Aaron Rodgers fined after admitting he ‘misled people’ about his vaccination status
Green Bay Packers quarterback Aaron Rodgers admitted Tuesday that his statement about being “immunized” when he hadn’t been vaccinated against COVID-19 was misleading.
Aaron Rodgers admitted Tuesday that he had “misled people about my status” when he told reporters he was “immunized” before the start of the NFL season.
The Green Bay quarterback has not been vaccinated against COVID-19 and last week tested positive for the coronavirus. He missed the Packers’ game Sunday — a 13-7 loss to the Kansas City Chiefs — and hopes to be cleared Saturday to play against the Seattle Seahawks on Sunday.
Rodgers appeared on the “Pat McAffee Show” on Friday and said his initial statement about being immunized “wasn’t some sort of ruse or lie, it was the truth.” He went on to say he would have clarified his remark had any reporter thought to ask a follow-up question.
He walked back those statements when he returned to McAffee’s show for his weekly appearance.
Green Bay Packers quarterback Aaron Rodgers, who is unvaccinated and unable to play Sunday because he is in the NFL’s COVID protocol, explains his situation.
“I made some comments that people might have felt were misleading,” he said. “And to anybody who felt misled by those comments, I take full responsibility for those comments.”
He was even more straightforward later in the interview. “I misled people about my status,” Rodgers said.
Later Tuesday, the NFL fined the Packers $300,000 and issued $14,650 fines to Rodgers and wide receiver Allen Lazard for violations of league and players’ union protocols. ESPN first reported the fines.
During the interview last week, Rodgers said he’s allergic to an ingredient in two of the vaccines and instead went with what he described as “a long-term protocol that involved multiple months” to serve as his immunization.
Rodgers said Tuesday that he stood by many of his comments from the earlier interview, during which he attempted to justify his refusal to follow all of the NFL’s protocols for unvaccinated players, spoke of using the anti-parasitic ivermectin and other controversial methods to combat COVID, and invoked the words of Martin Luther King Jr. in discussing his own situation.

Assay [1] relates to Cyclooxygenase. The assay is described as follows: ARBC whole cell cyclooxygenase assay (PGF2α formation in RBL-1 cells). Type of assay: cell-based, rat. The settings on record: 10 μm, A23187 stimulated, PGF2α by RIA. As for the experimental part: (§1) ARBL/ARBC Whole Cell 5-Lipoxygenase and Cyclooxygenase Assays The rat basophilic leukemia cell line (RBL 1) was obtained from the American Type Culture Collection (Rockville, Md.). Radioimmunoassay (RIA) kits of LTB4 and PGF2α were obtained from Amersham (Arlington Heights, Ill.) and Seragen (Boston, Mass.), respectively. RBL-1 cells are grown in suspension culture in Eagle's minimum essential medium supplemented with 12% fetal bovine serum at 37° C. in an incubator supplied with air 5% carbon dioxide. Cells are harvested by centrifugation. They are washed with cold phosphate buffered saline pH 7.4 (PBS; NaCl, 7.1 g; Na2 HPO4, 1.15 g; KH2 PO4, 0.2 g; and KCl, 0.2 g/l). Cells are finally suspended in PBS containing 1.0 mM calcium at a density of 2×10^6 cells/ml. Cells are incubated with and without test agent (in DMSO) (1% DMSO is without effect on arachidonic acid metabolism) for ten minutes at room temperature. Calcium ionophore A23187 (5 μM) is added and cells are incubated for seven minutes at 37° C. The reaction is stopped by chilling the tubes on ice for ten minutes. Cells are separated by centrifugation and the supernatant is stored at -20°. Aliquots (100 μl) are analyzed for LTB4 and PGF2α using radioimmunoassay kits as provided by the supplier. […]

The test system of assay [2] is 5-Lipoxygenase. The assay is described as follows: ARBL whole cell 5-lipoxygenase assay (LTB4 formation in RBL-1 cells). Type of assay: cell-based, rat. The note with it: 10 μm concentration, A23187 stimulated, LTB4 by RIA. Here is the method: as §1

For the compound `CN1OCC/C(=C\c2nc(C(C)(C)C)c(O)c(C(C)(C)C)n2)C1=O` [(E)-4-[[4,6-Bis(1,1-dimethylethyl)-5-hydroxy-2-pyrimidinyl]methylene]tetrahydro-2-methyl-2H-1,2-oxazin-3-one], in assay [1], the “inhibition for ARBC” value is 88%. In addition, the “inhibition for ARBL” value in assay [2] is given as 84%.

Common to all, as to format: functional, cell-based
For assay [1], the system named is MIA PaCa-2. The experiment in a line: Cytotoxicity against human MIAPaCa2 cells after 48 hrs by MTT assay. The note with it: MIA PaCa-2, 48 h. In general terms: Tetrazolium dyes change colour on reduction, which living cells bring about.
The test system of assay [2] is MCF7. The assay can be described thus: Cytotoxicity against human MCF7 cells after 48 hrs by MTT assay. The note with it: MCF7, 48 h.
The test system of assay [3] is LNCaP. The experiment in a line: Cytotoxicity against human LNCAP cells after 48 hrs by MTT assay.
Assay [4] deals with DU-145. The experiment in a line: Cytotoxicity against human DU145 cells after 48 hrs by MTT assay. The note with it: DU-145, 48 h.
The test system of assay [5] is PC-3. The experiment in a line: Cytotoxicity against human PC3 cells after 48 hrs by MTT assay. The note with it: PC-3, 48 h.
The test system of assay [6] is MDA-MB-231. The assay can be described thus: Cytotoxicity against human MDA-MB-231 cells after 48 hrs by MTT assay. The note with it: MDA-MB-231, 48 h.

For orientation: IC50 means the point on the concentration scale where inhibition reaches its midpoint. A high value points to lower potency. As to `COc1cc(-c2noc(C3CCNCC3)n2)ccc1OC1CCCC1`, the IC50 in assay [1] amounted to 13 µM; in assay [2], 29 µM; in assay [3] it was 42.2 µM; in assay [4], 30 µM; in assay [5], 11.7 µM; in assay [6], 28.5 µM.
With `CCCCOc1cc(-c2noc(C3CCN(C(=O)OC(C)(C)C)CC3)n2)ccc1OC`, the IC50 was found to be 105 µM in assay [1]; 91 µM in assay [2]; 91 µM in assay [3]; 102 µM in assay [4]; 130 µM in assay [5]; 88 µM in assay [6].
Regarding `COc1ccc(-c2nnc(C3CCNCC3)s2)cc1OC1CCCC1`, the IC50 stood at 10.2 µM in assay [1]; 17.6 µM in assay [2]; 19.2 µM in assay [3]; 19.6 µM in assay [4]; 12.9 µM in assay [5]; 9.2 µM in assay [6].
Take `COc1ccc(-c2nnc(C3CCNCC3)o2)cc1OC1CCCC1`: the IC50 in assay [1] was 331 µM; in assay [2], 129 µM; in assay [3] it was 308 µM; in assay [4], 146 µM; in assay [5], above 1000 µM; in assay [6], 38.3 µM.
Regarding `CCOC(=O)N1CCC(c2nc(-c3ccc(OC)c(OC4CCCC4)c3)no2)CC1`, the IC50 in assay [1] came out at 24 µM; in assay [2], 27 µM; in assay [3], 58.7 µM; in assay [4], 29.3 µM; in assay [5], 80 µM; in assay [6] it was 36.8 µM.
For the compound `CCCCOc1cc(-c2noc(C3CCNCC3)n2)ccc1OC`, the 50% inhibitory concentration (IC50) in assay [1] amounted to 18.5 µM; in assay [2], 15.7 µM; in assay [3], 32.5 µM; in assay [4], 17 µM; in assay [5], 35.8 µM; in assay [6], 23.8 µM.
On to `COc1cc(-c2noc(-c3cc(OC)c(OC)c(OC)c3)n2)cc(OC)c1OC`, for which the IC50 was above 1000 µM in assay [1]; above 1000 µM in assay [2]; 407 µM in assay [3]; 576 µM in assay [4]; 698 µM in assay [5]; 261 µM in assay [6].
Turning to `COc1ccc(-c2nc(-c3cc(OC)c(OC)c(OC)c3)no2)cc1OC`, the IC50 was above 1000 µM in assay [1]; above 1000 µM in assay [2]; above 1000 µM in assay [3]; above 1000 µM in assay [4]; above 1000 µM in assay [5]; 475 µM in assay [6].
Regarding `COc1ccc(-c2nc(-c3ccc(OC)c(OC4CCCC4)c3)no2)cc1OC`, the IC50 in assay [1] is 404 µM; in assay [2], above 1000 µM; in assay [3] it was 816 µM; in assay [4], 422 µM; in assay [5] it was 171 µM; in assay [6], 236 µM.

Not very effectively, though. Cherry-picking quotes didn’t help him defend his COVID deception.
“I’m an athlete, I’m not an activist. So I’m going to get back to doing what I do best and that’s playing ball,” Rodgers said Tuesday. “I shared my opinion. It wasn’t one that was come to frivolously. It involved a lot of study and what I felt was in my best interest for my body. But further comments I’m going to keep between myself and my doctors, and I don’t have any further comments about any of those things after this interview.”
He did laugh at McAffee’s mention of “Dr. Joe Rogan,” a reference to the popular podcast host (who is not a doctor) whom Rodgers said Friday he asked for medical advice. Rogan contracted COVID-19 in September and has spoken publicly about using ivermectin as part of his treatment during recovery.
“I have a lot of admiration for Joe,” Rodgers said. “I definitely talked with about a dozen friends of mine who dealt with COVID, and they all were very helpful in different ways, Joe being one of them.”
Joe Rogan has said a lot of things about COVID-19. People listen, journalists write.
Rodgers said he has been spending his time in isolation reflecting, meditating, reading, watching football — and doing his best to insulate himself from the criticism he has been receiving.
“There’s going to be people that don’t like you, that hate you for things you said and might not even understand what you said or know what you said, might just [be] a headline,” Rodgers said. “And that’s fine. I believe that people are entitled to their opinion, even if it’s an opinion that’s unfavorable to me. But I’m going to continue to try and be the best version of me moving forward.”
The Associated Press contributed to this report.
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